A gas station will have significant health impacts on nearby residents. Approximately 40 children (girls under 15 and boys under 17) live on the same block as the proposed gas station/convenience store. (Data collected from 4000 Block of Ozark, Overhill and Ottawa). Children are even more susceptible to gasoline fume health issues because they are shorter and therefore closer to where the gasoline fumes may be inhaled. They also have a larger ratio of lung surface area to weight than do adults. Negative health impacts include: leukemia, cancer and liver damage are some negative effects of gas stations on health. While soil, air and noise pollution are environmental damages caused by gas stations on their immediate surroundings.

The level of noise and air pollution will prohibit from residents enjoying in their backyard/porches. Norridge residents already are negatively impacted by the jet noise from airplanes and the health risks of RF radiation levels from the cellular tower located on the parking lot at Estelle Sieb Center. As such, the health and quality of life for residents near the gas station/convenience store will drastically decrease. You need to consider the impacts on quality of life for future generations not just short term economic benefit for the Village.

The gas station will not only bring health risks of regular and repeated exposure to fumes from cars, trucks and motorcycles, but also as you may know, burning fossil fuel contributes to climate change.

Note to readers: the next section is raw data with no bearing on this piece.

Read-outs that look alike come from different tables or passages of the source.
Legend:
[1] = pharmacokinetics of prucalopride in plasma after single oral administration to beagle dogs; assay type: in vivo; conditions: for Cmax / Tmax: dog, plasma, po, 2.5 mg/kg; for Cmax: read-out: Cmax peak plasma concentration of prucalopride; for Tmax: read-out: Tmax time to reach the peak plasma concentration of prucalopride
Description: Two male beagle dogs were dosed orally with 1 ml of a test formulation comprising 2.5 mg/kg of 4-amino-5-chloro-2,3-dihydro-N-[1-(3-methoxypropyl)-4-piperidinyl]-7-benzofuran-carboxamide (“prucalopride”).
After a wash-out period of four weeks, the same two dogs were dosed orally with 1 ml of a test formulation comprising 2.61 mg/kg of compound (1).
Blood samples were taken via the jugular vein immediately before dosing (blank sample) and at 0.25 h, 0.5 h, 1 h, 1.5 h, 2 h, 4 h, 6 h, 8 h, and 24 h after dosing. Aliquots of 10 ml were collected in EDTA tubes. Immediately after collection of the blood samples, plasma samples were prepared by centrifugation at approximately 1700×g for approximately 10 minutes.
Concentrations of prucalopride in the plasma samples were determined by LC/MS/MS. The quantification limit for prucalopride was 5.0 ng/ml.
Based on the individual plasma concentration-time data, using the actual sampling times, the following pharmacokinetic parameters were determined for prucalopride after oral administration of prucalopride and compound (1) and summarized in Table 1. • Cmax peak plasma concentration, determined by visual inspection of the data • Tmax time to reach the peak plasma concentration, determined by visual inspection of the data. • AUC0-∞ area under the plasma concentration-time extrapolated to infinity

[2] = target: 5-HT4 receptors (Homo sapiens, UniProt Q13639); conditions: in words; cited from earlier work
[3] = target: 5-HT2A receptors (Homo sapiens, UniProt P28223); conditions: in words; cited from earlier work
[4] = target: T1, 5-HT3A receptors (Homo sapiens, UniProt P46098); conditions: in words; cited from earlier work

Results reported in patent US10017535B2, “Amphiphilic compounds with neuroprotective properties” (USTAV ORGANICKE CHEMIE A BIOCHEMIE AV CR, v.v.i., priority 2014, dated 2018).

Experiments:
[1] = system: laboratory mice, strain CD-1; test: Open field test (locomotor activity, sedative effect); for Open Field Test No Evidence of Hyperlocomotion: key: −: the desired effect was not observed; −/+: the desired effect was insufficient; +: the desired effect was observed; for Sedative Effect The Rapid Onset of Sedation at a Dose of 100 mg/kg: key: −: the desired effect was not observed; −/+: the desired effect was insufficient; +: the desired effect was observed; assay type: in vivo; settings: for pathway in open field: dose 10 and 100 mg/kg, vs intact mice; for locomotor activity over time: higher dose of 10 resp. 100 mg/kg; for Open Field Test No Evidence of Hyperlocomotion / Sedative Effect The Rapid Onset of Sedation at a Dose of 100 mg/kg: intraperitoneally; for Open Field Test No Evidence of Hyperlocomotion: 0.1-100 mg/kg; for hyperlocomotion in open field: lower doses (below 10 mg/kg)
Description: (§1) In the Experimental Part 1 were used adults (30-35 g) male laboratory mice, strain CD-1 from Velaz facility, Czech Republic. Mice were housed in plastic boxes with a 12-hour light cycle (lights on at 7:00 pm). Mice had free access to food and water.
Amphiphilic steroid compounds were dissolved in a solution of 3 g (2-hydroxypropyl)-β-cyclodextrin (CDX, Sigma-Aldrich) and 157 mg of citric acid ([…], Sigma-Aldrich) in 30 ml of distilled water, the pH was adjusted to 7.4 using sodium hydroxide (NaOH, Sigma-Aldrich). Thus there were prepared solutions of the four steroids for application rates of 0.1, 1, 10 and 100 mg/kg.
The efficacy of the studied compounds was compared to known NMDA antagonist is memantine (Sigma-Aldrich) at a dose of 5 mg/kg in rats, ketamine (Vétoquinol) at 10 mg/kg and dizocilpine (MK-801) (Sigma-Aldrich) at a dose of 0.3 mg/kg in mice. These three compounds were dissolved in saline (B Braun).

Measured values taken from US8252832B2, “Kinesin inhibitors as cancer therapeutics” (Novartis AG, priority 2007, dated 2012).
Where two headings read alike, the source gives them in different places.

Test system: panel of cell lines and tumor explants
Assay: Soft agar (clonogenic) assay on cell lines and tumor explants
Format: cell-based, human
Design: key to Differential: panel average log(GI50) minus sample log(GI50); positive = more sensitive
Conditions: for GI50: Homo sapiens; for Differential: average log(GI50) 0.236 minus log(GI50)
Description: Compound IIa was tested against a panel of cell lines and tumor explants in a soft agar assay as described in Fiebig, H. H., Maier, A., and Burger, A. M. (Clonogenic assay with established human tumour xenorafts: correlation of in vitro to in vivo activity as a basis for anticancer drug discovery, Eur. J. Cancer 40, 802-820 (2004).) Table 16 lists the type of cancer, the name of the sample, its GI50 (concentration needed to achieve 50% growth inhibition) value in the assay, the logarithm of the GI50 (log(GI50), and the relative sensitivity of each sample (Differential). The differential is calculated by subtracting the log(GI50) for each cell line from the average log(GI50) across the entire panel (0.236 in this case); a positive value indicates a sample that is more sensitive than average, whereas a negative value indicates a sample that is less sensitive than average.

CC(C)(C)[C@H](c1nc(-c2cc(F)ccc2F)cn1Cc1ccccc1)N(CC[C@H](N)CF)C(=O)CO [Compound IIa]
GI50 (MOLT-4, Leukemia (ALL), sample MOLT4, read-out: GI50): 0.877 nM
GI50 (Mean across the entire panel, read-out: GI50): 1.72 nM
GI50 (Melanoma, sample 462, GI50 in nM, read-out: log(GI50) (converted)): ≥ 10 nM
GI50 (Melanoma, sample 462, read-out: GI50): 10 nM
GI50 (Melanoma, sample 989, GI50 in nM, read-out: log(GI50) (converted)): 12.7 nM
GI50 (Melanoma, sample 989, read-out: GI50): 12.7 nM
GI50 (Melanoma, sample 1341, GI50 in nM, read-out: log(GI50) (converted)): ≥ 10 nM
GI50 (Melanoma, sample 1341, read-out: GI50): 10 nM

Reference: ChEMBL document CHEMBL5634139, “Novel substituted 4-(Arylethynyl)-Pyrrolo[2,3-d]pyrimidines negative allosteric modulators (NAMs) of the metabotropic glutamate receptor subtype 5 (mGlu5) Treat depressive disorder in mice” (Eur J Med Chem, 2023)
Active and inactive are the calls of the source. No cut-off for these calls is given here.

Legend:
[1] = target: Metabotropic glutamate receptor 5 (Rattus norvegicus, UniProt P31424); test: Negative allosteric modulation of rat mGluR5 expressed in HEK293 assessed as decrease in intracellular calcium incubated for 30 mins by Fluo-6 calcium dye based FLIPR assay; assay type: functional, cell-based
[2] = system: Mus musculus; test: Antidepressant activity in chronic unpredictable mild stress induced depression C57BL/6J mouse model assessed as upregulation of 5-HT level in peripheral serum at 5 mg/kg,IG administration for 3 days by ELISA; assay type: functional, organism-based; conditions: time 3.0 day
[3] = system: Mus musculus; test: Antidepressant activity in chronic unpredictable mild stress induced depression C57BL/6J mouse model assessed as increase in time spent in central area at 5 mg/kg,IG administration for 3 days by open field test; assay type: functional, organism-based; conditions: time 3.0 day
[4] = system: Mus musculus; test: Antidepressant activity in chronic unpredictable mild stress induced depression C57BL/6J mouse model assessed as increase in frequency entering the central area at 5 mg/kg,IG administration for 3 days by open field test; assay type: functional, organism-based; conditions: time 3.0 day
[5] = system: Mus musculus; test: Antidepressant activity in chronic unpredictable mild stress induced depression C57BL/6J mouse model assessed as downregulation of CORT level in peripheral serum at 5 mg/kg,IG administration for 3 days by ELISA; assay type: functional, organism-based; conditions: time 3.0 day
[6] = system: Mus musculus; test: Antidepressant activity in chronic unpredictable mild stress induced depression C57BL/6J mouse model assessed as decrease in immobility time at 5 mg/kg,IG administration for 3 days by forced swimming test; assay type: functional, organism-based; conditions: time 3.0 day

We have four incidents of leaky storage tanks: Foster/Cumberland, a gas station in eastern Harwood Heights, the Foster/Harlem, and Cumberland/Irving Park. It was reported by Norridge Integrity on the April 26, 2015 Norridge Village Board meeting that Cook County has tightened rules regarding clean/rainwater discharge into septic sewers. The owner of the gas station at Foster & Cumberland (Citgo) wants to sign an agreement with the Village to clean up the property from a leaking storage tank. Although the tank is no longer there, it was leaking at some point, and the property is next to a Norridge water pumping station. Exron Capital owns the gas station on Foster and Cumberland so they have a history of leaking storage tank and potential significant health risks to residents. Secondly, as noted in the below image of the lot, the vacant lot is located in a flooded area which with the minimal amount of green space may lead to flooding for nearby residents.